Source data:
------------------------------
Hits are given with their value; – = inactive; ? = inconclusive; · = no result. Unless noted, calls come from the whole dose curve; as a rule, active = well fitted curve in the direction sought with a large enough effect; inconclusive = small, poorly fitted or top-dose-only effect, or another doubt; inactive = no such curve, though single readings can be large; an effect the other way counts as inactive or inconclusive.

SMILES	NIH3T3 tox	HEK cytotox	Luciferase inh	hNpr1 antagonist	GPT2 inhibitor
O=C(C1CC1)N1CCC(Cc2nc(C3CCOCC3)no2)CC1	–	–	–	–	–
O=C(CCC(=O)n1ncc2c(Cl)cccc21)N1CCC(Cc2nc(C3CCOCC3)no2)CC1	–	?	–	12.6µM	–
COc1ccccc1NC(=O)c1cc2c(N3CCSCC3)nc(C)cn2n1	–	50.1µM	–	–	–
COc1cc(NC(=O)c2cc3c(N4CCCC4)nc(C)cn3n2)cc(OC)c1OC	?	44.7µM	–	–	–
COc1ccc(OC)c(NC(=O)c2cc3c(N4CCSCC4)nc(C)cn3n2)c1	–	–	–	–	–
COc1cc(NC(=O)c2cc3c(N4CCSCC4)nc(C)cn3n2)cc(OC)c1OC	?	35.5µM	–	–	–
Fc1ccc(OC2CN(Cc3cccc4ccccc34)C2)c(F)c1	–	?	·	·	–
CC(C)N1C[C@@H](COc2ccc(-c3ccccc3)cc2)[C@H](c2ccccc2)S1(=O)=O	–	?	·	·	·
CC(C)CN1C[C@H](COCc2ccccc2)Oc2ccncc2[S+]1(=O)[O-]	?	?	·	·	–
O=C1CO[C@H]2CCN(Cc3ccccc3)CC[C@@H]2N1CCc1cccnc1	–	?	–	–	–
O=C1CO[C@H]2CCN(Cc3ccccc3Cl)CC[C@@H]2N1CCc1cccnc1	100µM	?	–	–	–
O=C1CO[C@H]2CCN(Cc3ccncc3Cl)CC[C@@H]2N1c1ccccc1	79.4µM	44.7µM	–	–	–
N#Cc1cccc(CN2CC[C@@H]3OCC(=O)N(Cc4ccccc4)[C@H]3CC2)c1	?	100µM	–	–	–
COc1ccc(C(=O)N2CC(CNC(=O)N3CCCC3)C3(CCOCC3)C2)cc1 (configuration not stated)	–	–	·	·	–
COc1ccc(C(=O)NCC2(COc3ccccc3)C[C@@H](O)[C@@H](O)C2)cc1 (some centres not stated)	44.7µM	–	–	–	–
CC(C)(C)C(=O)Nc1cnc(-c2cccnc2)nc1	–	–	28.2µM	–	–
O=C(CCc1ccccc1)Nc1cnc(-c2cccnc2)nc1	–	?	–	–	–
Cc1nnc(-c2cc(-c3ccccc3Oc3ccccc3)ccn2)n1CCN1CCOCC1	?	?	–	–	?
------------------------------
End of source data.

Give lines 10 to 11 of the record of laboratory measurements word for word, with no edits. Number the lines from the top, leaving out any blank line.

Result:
CC(C)N1C[C@@H](COc2ccc(-c3ccccc3)cc2)[C@H](c2ccccc2)S1(=O)=O	–	?	·	·	·
CC(C)CN1C[C@H](COCc2ccccc2)Oc2ccncc2[S+]1(=O)[O-]	?	?	·	·	–